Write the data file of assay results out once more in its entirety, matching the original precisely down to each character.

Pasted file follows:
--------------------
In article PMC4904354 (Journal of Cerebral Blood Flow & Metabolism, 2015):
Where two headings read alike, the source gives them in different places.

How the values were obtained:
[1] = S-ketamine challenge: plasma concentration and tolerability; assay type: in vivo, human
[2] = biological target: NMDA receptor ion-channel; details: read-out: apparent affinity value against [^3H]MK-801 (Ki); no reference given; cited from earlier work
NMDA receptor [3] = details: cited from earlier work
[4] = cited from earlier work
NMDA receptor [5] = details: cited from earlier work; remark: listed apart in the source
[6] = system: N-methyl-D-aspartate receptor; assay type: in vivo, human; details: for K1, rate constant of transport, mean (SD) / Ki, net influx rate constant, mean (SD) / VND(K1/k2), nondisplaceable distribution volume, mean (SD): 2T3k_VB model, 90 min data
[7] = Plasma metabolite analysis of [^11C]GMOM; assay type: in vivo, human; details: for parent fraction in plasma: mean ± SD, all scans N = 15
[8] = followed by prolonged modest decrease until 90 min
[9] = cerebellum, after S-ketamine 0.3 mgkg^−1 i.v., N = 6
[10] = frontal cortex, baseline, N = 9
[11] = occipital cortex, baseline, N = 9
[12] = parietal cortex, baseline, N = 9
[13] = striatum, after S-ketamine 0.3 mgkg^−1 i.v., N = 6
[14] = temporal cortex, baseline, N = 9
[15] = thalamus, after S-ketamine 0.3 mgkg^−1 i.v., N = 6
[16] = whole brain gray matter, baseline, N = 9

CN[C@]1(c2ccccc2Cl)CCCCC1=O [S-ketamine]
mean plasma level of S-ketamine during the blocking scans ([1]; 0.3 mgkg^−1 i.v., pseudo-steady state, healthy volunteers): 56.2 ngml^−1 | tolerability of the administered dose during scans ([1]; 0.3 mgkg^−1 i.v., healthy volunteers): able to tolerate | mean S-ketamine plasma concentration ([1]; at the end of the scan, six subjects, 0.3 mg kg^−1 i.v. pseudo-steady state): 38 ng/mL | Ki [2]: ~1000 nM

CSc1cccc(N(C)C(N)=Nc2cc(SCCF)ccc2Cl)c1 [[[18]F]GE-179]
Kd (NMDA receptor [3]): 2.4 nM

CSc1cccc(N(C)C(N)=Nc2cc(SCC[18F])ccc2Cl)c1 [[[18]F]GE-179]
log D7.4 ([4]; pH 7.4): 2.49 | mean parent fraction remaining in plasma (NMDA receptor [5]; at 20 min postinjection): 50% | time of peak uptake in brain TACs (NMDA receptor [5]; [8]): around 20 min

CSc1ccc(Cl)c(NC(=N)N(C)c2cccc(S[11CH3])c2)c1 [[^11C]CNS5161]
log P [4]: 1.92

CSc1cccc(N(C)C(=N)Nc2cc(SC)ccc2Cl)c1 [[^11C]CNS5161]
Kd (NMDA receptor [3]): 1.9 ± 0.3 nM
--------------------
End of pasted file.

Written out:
In article PMC4904354 (Journal of Cerebral Blood Flow & Metabolism, 2015):
Where two headings read alike, the source gives them in different places.

How the values were obtained:
[1] = S-ketamine challenge: plasma concentration and tolerability; assay type: in vivo, human
[2] = biological target: NMDA receptor ion-channel; details: read-out: apparent affinity value against [^3H]MK-801 (Ki); no reference given; cited from earlier work
NMDA receptor [3] = details: cited from earlier work
[4] = cited from earlier work
NMDA receptor [5] = details: cited from earlier work; remark: listed apart in the source
[6] = system: N-methyl-D-aspartate receptor; assay type: in vivo, human; details: for K1, rate constant of transport, mean (SD) / Ki, net influx rate constant, mean (SD) / VND(K1/k2), nondisplaceable distribution volume, mean (SD): 2T3k_VB model, 90 min data
[7] = Plasma metabolite analysis of [^11C]GMOM; assay type: in vivo, human; details: for parent fraction in plasma: mean ± SD, all scans N = 15
[8] = followed by prolonged modest decrease until 90 min
[9] = cerebellum, after S-ketamine 0.3 mgkg^−1 i.v., N = 6
[10] = frontal cortex, baseline, N = 9
[11] = occipital cortex, baseline, N = 9
[12] = parietal cortex, baseline, N = 9
[13] = striatum, after S-ketamine 0.3 mgkg^−1 i.v., N = 6
[14] = temporal cortex, baseline, N = 9
[15] = thalamus, after S-ketamine 0.3 mgkg^−1 i.v., N = 6
[16] = whole brain gray matter, baseline, N = 9

CN[C@]1(c2ccccc2Cl)CCCCC1=O [S-ketamine]
mean plasma level of S-ketamine during the blocking scans ([1]; 0.3 mgkg^−1 i.v., pseudo-steady state, healthy volunteers): 56.2 ngml^−1 | tolerability of the administered dose during scans ([1]; 0.3 mgkg^−1 i.v., healthy volunteers): able to tolerate | mean S-ketamine plasma concentration ([1]; at the end of the scan, six subjects, 0.3 mg kg^−1 i.v. pseudo-steady state): 38 ng/mL | Ki [2]: ~1000 nM

CSc1cccc(N(C)C(N)=Nc2cc(SCCF)ccc2Cl)c1 [[[18]F]GE-179]
Kd (NMDA receptor [3]): 2.4 nM

CSc1cccc(N(C)C(N)=Nc2cc(SCC[18F])ccc2Cl)c1 [[[18]F]GE-179]
log D7.4 ([4]; pH 7.4): 2.49 | mean parent fraction remaining in plasma (NMDA receptor [5]; at 20 min postinjection): 50% | time of peak uptake in brain TACs (NMDA receptor [5]; [8]): around 20 min

CSc1ccc(Cl)c(NC(=N)N(C)c2cccc(S[11CH3])c2)c1 [[^11C]CNS5161]
log P [4]: 1.92

CSc1cccc(N(C)C(=N)Nc2cc(SC)ccc2Cl)c1 [[^11C]CNS5161]
Kd (NMDA receptor [3]): 1.9 ± 0.3 nM